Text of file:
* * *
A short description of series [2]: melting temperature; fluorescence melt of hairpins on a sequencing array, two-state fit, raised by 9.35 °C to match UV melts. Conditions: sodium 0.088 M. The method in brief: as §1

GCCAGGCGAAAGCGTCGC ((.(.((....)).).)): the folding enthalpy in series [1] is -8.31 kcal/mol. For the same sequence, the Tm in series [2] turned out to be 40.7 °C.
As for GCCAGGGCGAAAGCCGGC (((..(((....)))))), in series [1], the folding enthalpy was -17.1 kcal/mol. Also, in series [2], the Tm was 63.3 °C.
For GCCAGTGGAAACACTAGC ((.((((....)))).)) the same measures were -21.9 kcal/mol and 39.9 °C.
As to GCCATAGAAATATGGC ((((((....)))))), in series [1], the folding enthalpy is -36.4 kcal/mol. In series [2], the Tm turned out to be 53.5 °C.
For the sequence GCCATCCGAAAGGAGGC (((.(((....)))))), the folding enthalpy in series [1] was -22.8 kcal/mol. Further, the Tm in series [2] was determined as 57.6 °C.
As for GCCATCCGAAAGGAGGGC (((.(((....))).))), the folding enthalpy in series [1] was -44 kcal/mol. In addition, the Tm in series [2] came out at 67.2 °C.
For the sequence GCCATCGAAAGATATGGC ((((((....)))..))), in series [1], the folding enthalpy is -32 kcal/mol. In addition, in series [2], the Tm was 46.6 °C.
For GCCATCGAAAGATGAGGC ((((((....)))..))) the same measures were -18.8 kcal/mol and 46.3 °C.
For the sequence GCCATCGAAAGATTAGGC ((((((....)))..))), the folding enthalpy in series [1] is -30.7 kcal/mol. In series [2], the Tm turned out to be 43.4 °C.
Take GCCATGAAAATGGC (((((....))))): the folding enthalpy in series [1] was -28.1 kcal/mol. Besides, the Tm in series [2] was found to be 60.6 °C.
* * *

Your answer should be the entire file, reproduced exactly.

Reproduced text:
A short description of series [2]: melting temperature; fluorescence melt of hairpins on a sequencing array, two-state fit, raised by 9.35 °C to match UV melts. Conditions: sodium 0.088 M. The method in brief: as §1

GCCAGGCGAAAGCGTCGC ((.(.((....)).).)): the folding enthalpy in series [1] is -8.31 kcal/mol. For the same sequence, the Tm in series [2] turned out to be 40.7 °C.
As for GCCAGGGCGAAAGCCGGC (((..(((....)))))), in series [1], the folding enthalpy was -17.1 kcal/mol. Also, in series [2], the Tm was 63.3 °C.
For GCCAGTGGAAACACTAGC ((.((((....)))).)) the same measures were -21.9 kcal/mol and 39.9 °C.
As to GCCATAGAAATATGGC ((((((....)))))), in series [1], the folding enthalpy is -36.4 kcal/mol. In series [2], the Tm turned out to be 53.5 °C.
For the sequence GCCATCCGAAAGGAGGC (((.(((....)))))), the folding enthalpy in series [1] was -22.8 kcal/mol. Further, the Tm in series [2] was determined as 57.6 °C.
As for GCCATCCGAAAGGAGGGC (((.(((....))).))), the folding enthalpy in series [1] was -44 kcal/mol. In addition, the Tm in series [2] came out at 67.2 °C.
For the sequence GCCATCGAAAGATATGGC ((((((....)))..))), in series [1], the folding enthalpy is -32 kcal/mol. In addition, in series [2], the Tm was 46.6 °C.
For GCCATCGAAAGATGAGGC ((((((....)))..))) the same measures were -18.8 kcal/mol and 46.3 °C.
For the sequence GCCATCGAAAGATTAGGC ((((((....)))..))), the folding enthalpy in series [1] is -30.7 kcal/mol. In series [2], the Tm turned out to be 43.4 °C.
Take GCCATGAAAATGGC (((((....))))): the folding enthalpy in series [1] was -28.1 kcal/mol. Besides, the Tm in series [2] was found to be 60.6 °C.